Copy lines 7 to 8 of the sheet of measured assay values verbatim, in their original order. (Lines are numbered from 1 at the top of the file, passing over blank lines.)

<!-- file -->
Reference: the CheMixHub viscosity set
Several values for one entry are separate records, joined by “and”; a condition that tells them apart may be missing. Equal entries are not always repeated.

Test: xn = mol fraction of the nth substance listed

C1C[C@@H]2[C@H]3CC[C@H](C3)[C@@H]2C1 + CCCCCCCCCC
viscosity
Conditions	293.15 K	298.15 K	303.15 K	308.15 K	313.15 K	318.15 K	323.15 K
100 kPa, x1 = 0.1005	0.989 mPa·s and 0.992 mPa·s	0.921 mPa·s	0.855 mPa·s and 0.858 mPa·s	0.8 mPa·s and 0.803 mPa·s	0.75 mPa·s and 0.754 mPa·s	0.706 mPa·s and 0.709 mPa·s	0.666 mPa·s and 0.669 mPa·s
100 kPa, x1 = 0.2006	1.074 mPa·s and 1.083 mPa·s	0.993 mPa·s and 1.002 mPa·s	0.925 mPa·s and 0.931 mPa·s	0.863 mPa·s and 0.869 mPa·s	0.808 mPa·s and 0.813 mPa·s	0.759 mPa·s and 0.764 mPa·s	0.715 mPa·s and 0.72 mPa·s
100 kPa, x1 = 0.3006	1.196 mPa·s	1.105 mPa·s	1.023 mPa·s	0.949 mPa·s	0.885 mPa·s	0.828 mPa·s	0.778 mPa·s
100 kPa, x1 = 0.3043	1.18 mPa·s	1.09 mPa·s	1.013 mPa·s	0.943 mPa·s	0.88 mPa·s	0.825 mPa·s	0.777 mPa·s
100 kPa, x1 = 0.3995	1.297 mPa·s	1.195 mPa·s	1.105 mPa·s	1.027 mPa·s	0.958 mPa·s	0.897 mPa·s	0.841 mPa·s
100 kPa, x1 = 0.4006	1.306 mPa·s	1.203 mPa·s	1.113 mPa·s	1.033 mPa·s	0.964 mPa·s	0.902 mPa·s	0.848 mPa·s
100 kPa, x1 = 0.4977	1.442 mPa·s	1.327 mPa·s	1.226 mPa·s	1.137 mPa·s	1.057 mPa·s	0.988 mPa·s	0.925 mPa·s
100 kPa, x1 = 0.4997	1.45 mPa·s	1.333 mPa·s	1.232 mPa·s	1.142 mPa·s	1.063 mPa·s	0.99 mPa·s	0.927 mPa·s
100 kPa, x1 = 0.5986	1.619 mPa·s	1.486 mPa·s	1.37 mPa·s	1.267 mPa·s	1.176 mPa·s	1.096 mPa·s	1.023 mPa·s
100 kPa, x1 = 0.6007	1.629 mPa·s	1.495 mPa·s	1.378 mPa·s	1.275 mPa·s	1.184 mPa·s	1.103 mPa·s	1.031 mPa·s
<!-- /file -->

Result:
100 kPa, x1 = 0.1005	0.989 mPa·s and 0.992 mPa·s	0.921 mPa·s	0.855 mPa·s and 0.858 mPa·s	0.8 mPa·s and 0.803 mPa·s	0.75 mPa·s and 0.754 mPa·s	0.706 mPa·s and 0.709 mPa·s	0.666 mPa·s and 0.669 mPa·s
100 kPa, x1 = 0.2006	1.074 mPa·s and 1.083 mPa·s	0.993 mPa·s and 1.002 mPa·s	0.925 mPa·s and 0.931 mPa·s	0.863 mPa·s and 0.869 mPa·s	0.808 mPa·s and 0.813 mPa·s	0.759 mPa·s and 0.764 mPa·s	0.715 mPa·s and 0.72 mPa·s